(Not So) Still Life with Owls:
From the Oregon Hills to Capitol Hill, a Forester Looks Back

By Ed Shepard

As I reflect on my journey across four decades with the BLM, I’m reminded of John Steinbeck’s classic American travelogue, “Travels with Charley.”  My journey is more like “Travels with Owly” because, without a doubt, nothing has impacted the management of forests in western Oregon more than the discovery of a small 23-ounce critter known as the northern spotted owl.  Whether I was working in Oregon or Washington, DC, we found ourselves striving to unite diverse parties on plans that balanced healthy habitat for wildlife with the needs of local communities.

I first came to Oregon in 1981 when its BLM-managed western forests—referred to as “O&C lands” due to their establishment under the Oregon and California Lands Act of 1937—were still managed under first-generation plans.  These 2.5 million acres of forested lands had been set aside for permanent timber production, watershed and stream protection, and recreation sites. 

Photo of a Northern Spotted Owl in Oregon.  (FWS)
A northern spotted owl in Oregon.  (FWS)
Early in my career, the BLM tracked owls via spotted owl management areas—largely by protecting a network of nesting sites.  As the northern spotted owl issue became more prevalent, some conservation groups used it as a means to challenge the harvest of old growth timber.  And in 1987, the BLM lost its first owl-related lawsuit and was temporarily enjoined from cutting timber that was more than 200 years old.

Lawsuits over the owls continued into the next decade.  I moved to Washington, DC, to serve as the O&C program coordinator in the BLM’s Division of Forestry.  It was a tumultuous, yet exciting, time.  Timber harvest levels fluctuated for both the U.S. Forest Service and the BLM, each riding waves of numerous lawsuits and injunctions.  On several occasions, debates on owls and forests became so intense that congressional action was required to maintain federal timber operations. 

Following years of debate, in 1989, Interior Secretary Manuel Lujan and Agriculture Secretary Clayton Yeutter charged their agencies to find a scientifically sound solution to both protect the owl and provide for stable timber sources.  I returned to Oregon, and along with representatives of the U.S. Forest Service, U.S. Fish and Wildlife Service, and National Park Service, was assigned to write the charter for an interagency science committee that would develop a plan.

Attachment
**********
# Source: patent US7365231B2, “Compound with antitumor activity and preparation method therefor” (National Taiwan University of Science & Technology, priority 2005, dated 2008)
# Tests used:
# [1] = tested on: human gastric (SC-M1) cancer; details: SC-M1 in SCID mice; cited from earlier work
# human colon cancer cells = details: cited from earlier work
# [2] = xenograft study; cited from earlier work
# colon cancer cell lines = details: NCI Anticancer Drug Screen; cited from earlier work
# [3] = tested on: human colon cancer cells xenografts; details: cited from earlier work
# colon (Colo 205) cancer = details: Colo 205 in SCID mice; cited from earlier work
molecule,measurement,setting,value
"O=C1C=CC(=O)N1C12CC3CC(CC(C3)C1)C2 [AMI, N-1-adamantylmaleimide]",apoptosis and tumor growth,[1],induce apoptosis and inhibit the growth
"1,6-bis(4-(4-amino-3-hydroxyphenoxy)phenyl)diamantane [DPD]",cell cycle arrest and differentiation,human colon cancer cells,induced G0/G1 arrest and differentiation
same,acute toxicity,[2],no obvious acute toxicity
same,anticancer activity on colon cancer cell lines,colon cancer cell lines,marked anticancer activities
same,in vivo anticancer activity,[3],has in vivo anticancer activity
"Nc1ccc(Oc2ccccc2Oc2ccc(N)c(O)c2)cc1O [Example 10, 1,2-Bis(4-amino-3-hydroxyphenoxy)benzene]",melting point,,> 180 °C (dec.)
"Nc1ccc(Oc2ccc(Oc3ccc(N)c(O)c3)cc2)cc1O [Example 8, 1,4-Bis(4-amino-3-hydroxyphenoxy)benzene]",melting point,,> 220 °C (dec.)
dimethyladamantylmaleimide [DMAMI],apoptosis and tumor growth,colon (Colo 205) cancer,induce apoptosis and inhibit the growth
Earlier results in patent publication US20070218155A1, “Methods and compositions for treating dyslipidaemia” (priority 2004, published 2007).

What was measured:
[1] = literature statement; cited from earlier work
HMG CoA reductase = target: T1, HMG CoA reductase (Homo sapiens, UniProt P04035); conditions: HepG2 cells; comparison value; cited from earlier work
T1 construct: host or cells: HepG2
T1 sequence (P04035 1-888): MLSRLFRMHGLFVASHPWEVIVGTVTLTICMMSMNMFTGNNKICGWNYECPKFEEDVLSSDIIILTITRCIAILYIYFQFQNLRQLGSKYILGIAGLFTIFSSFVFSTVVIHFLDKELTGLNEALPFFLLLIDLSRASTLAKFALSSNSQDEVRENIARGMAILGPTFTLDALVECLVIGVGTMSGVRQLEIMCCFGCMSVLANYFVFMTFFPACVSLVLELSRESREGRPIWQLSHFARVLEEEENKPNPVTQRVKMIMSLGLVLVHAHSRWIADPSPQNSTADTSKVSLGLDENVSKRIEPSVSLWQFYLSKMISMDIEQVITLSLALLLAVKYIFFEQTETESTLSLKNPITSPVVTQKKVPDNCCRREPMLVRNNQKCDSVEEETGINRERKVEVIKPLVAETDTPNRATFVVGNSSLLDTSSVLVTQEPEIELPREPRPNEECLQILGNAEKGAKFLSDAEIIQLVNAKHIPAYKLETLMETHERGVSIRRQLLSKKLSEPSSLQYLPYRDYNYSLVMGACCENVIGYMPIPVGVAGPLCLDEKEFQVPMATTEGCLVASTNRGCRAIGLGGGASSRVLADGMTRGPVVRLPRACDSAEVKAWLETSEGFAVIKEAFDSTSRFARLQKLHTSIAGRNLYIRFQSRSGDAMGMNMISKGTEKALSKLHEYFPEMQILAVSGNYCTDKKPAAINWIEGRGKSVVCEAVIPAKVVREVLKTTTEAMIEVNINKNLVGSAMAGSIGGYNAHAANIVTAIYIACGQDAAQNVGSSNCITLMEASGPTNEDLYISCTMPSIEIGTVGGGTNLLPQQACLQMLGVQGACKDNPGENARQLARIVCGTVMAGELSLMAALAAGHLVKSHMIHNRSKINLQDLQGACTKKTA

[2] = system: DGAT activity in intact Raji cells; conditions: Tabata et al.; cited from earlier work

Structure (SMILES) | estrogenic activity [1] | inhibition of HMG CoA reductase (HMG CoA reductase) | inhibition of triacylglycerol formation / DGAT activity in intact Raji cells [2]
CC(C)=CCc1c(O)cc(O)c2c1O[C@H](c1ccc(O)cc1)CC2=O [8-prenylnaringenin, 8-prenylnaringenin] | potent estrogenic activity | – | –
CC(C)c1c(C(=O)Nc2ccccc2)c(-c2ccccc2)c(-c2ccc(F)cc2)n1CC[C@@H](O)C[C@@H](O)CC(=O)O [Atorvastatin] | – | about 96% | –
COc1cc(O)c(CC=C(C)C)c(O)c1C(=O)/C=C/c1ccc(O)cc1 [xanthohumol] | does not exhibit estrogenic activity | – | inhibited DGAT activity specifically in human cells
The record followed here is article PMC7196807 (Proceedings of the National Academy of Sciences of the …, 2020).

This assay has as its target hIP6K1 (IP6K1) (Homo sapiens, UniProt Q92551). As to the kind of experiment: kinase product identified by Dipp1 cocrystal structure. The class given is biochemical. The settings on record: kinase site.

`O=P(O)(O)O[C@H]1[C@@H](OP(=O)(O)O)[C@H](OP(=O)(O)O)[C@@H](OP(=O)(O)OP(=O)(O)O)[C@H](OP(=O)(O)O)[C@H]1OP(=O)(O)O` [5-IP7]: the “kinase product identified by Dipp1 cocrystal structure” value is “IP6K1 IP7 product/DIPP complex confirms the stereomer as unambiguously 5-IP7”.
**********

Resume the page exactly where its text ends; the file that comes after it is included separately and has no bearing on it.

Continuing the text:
By 1992, the need for a workable plan was more critical than ever, and during a campaign stop in Oregon, Presidential candidate Bill Clinton pledged his leadership to resolve this issue.  After his election, he held a summit in Portland that brought together Vice President Al Gore, the Cabinet, and stakeholders from all sides of the issue.  The participants agreed to find a credible and legally responsible solution. 

This summit led to the Northwest Forest Plan (NWFP), the first plan in the nation to take an ecosystemwide approach across 25 million acres of federal forest, from the Canadian border to northern California.  The O&C lands comprised about 10 percent of this area.  The NWFP was litigated by the timber industry and environmentalists alike and found to be legally sufficient by the courts.

In 1995, I became the Coos Bay district manager.  The NWFP was to be implemented that year, but, due to continuing litigation, its economic promises went unfulfilled.  Rural western Oregon continued to lose mills and jobs, and the counties relied on temporary safety nets passed by Congress to provide for public services.

In 2000, I became the deputy state director in Oregon.  The NWFP was still not allowed to fulfill its mission, and so I found myself back in Washington, DC, serving as a technical advisor on a team to negotiate a settlement to this lingering litigation.  Our resulting agreement was to develop a workable plan by December 31, 2008. 

The Oregon State Office immediately initiated the Western Oregon Plan Revisions (WOPR), and I began a 4-year assignment as the assistant director for planning and resources.  In 2006, I returned to Oregon as the state director and oversaw the completion of the WOPR.  Our scientific approach included conservation measures for the northern spotted owl and other forest values while increasing opportunities for jobs in the timber industry and receipts for the 18 O&C counties.

Perhaps unsurprisingly, these plans were met with litigation and withdrawn by the Secretary of the Interior, only to be reinstated by the court, and then litigated again.  Legal action continues today, but for as long as different values are held about these lands, the BLM is poised to work with all stakeholders and scientists to reach a long-term resolution.  This process demonstrates how our democratic principles ensure that all sides are heard.

The adage “may you live in interesting times” certainly holds true for my career.  I’ve been rewarded with the opportunity to work for more than 30 years on O&C forest management issues alongside some of the best professional resource managers our nation has to offer.  And I know, with the help of the American public, we will resolve our needs to protect wildlife while providing for healthy forests and communities in the future.

Ed Shepard has been the state director for Oregon and Washington since 2006.  He started with the BLM in 1974, serving in Wyoming, Oregon, Idaho, and Washington, DC, as a soil scientist, forester, fire manager, and in several other management positions.  He was also a congressional fellow for Oregon Congressman Bob Smith.